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Funky Smell From Pack

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Funky Smell From Pack

Old 09-14-16, 05:34 PM
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Funky Smell From Pack

The other day I got nailed by a small rain storm on the way home from work. I thought I dried everything out but my pack has that funky smell to it now. Is there anything to get rid of that odor?
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Old 09-14-16, 05:42 PM
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Baking soda? Are they washable?
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Old 09-14-16, 06:43 PM
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funky = mildew?

I use ozone for things like that. Home made ozone maker, in a cardboard box, with an aquarium pump and an airstone.

I can pump ozone into a trash bag for 24 hours, or I can pump ozone into a washing machine loaded with funky towels or clothes soaking in water.

Home made ozone maker = 12,000v neon sign transformer, 3 glass jars (nested), two cylinders of metal window screen inside one jar, with another jar between the screens, separated by one jar, with insulated wires soldered to the screen and connected to the transformer.

turn it on and it basicallly makes continuous lightning across the screen mesh.

if it arcs hot, you have to turn it off and move things around so the screens are equidistant and the wires don't arc. It will burn through the glass if left to arc!!

*** WARNING - High Voltage can Kill you! ****

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Old 09-14-16, 06:51 PM
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If the fabric can be washed or at least wiped with a wet sponge, try white vinegar or baking soda. But either is good for removing a mildew odor. You can even follow up one with the other -- usually vinegar first, then baking soda to neutralize the vinegar odor. Don't mix them -- it just makes foam and neutralizes both.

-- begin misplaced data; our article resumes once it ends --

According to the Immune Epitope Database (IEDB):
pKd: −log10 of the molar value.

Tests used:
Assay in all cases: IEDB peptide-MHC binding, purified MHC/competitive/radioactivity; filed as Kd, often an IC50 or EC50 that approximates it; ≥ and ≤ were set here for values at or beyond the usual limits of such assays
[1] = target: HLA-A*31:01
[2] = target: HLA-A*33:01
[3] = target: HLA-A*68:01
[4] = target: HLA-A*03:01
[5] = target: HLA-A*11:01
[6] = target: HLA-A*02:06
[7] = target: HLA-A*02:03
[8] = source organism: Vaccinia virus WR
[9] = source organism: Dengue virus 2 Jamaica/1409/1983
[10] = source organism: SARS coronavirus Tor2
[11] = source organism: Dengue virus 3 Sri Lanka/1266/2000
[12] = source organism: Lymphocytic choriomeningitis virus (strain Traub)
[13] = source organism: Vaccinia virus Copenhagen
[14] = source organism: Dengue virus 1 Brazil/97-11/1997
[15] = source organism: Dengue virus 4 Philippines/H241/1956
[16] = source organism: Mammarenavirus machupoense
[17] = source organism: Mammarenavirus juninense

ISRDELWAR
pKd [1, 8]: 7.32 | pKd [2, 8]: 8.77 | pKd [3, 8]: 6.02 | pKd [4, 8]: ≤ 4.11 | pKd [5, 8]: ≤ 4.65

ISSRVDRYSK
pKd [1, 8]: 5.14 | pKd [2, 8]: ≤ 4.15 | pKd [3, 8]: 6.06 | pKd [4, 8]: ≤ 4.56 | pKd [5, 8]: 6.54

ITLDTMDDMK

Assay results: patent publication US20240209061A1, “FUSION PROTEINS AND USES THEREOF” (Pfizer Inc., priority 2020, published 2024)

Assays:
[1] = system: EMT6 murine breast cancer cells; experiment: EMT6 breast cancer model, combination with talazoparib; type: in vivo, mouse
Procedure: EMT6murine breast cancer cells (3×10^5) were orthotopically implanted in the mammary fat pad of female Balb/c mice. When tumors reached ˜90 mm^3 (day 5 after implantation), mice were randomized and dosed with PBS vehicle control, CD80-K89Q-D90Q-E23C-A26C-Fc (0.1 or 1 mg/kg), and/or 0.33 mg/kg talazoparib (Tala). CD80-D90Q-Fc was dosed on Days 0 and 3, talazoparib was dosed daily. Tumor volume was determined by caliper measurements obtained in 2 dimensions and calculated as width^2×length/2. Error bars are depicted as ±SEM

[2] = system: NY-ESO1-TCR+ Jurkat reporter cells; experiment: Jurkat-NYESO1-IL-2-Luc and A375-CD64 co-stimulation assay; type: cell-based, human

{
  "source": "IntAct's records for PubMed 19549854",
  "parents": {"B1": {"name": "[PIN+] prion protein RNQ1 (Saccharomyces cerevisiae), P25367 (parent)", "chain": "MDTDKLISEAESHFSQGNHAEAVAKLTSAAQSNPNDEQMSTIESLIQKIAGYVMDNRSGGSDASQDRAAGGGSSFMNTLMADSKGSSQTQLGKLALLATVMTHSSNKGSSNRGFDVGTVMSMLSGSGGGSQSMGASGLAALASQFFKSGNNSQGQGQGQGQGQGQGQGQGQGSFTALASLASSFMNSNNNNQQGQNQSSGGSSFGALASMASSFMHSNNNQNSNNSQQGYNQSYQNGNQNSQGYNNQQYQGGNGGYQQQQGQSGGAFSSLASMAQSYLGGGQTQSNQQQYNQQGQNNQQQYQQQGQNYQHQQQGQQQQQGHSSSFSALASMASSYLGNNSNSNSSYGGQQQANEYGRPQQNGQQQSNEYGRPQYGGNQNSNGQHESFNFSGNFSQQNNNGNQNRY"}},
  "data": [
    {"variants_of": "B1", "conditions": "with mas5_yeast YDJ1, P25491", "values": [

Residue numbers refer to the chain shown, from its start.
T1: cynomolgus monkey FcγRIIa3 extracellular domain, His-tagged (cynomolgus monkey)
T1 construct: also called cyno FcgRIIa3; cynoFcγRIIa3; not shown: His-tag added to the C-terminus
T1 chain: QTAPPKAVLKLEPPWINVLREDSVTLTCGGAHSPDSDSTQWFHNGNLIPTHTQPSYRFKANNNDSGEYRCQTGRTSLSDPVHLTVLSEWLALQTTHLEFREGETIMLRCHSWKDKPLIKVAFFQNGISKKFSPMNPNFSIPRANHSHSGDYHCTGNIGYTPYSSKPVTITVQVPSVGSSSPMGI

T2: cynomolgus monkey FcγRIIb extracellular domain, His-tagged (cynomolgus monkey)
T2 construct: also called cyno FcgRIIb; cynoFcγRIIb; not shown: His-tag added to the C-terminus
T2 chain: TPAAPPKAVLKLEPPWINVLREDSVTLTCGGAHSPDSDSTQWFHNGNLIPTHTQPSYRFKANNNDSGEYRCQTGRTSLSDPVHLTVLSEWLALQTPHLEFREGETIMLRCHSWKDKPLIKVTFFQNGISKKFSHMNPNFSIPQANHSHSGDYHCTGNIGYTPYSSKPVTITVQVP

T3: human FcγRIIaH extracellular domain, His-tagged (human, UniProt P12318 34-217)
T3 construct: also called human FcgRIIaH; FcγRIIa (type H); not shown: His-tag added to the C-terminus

There are also commercially made sprays and liquids that do the same thing. But vinegar or baking soda work pretty well.

A mild solution of bleach works on really tough mildew odors, but is best reserved for towels, wash cloths, dish cloths, maybe some bed linens, that sort of thing. There are commercially made bleach sprays (Clorox and others) that are very convenient and sometimes work better than homemade preparations. In particular I like the Clorox foaming bleach spray for kitchens and bathrooms because it's easier to confine the spray to a specific place. Works on kitchen and bathroom brushes, sponges, etc., too. So far I haven't seen any bleach damage from using these on kitchen and bathroom cleaning cloths, but I'd use it only as a last resort on a backpack, satchel, etc., or clothing.

If in doubt, test it on a mildewy sponge or rag.
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Old 09-14-16, 08:51 PM
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My 1973 Dodge Dart got this mildewy smell from leaving the windows open overnight and it rained, and I asked my Mom for advice. She said peel a couple potatos and put them under the seats.

Amazingly (to me, not to her), it worked.
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Old 09-15-16, 11:28 AM
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I bought a car that had been owned by a heavy smoker. Mothballs under the seats took care of that odor. Sunlight might work too for your odor.
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Old 09-15-16, 12:10 PM
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Umm, just wash it? Throw it into a cooler with some soap,bleach cleaner, whatever and wash it. Start there.
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Old 09-15-16, 12:18 PM
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Originally Posted by HardyWeinberg View Post
My 1973 Dodge Dart got this mildewy smell from leaving the windows open overnight and it rained, and I asked my Mom for advice. She said peel a couple potatos and put them under the seats.
What bike bag has enough room for seats?
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Old 10-01-16, 12:12 PM
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I regularly have to treat my backpack to keep the odor down. Currently I soak the straps in oxy-clean and spray the bag with isopropyl alcohol (the bag itself is waterproof and the straps removable). May try baking soda and vinegar now.
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